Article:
Archive for Wednesday, June 27, 2007

Sorenstam faces stiffest test

Golfer hopes it all comes together again at Open

June 27, 2007


— The gradual slide from the top of women's golf began at the major championship that brought Annika Sorenstam so much satisfaction.

Annika Sorenstam signs autographs during practice for the 2007 Women's U.S. Open. Sorenstam met the fans Tuesday in Southern Pines, N.C., site of this week's championships.

Annika Sorenstam signs autographs during practice for the 2007 Women's U.S. Open. Sorenstam met the fans Tuesday in Southern Pines, N.C., site of this week's championships.

She salvaged her worst season of this decade last year at the U.S. Women's Open, a week where everything went right. The thick fog that wiped out the first round at Newport Country Club gave her an extra day to refine her swing. Her stamina carried her through 36 holes Sunday, and a four-shot victory in the 18-hole playoff.

That also was when she first felt slight soreness in her neck, which was nothing more than a nuisance at the time. It turned into much more than that. Only nine months later did Sorenstam realize she had a bulging disk in her back and a ruptured disk in her neck, knocking her out of competition for two months.

"It's funny how things come together one way or another," Sorenstam said Tuesday.

What she craves now is for everything to fall back into place. The U.S. Women's Open is her third tournament back after recovering from her injuries, and already the world she once ruled has changed so much.

Lorena Ochoa is the No. 1 player in women's golf, expanding her lead in the ranking by winning last week in a playoff. Morgan Pressel became the youngest major champion in LPGA history when the 18-year-old captured the Kraft Nabisco Championship. The other major went to Suzann Pettersen, a dynamic Norwegian and disciple of the "Vision 54" concept under which Sorenstam matured into a star.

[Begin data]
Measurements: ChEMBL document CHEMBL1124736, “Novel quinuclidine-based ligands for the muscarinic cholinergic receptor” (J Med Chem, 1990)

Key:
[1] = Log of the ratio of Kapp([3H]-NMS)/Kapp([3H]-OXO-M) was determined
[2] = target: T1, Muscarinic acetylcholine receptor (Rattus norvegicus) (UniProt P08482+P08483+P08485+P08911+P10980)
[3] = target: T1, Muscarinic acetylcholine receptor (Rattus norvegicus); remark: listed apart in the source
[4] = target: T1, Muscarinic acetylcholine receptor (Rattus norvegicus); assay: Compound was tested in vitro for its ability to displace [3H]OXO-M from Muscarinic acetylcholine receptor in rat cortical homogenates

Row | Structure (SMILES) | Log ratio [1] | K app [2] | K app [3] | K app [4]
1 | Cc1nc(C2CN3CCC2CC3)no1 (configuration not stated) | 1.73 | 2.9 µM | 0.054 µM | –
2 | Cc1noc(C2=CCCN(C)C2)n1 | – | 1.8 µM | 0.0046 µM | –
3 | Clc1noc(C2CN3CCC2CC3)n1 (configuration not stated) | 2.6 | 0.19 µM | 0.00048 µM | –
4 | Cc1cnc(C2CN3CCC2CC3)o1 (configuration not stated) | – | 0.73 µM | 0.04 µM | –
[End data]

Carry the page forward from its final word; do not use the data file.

There are two dozen teenagers at Pine Needles, and that doesn't include 12-year-old Alexis Thompson, the youngest qualifier ever.

For Sorenstam, the challenge has rarely been this severe - and just from the competition.

"My challenges are that I have not been 100 percent for a while, and it's been tough to get motivated," she said. "I'm looking forward to getting my motivation back. I'm excited to be 100 percent again, so I can be up there and get back to it. It just hasn't been that way the last few months, and maybe part of last year."

She doesn't look at Ochoa, still missing a major to validate her role as No. 1, rather to herself. There is a part of Sorenstam that believes she decides who's the best, and it starts with her getting healthy.

It helped slightly that her last form of competition, though unofficial, came 10 days ago when she beat Ochoa on the fourth extra hole to win a skins game exhibition.

But the U.S. Women's Open is where history means more than money. Sorenstam has a chance this week to join Mickey Wright and Betsy Rawls as the only four-time winners of the most prestigious event in women's golf.

And it helps being back at Pine Needles.

This is the course where Sorenstam won her second U.S. Women's Open title in 1996 with a display of precision that defines her career. She missed only five fairways over four rounds, winning by five shots.

The course has been lengthened since 2001, when Karrie Webb won by eight shots at the peak of her rivalry with Sorenstam. It now measures 6,664 yards as a par 71, the longest championship course at sea level. Sorenstam worked on her chipping and putting Monday. Her practice round Tuesday was interrupted by thunderstorms.

But the place brings back good memories, good vibes.

"I have confidence just being inside the ropes," she said. "That's where I like to be, that's where I think I belong."


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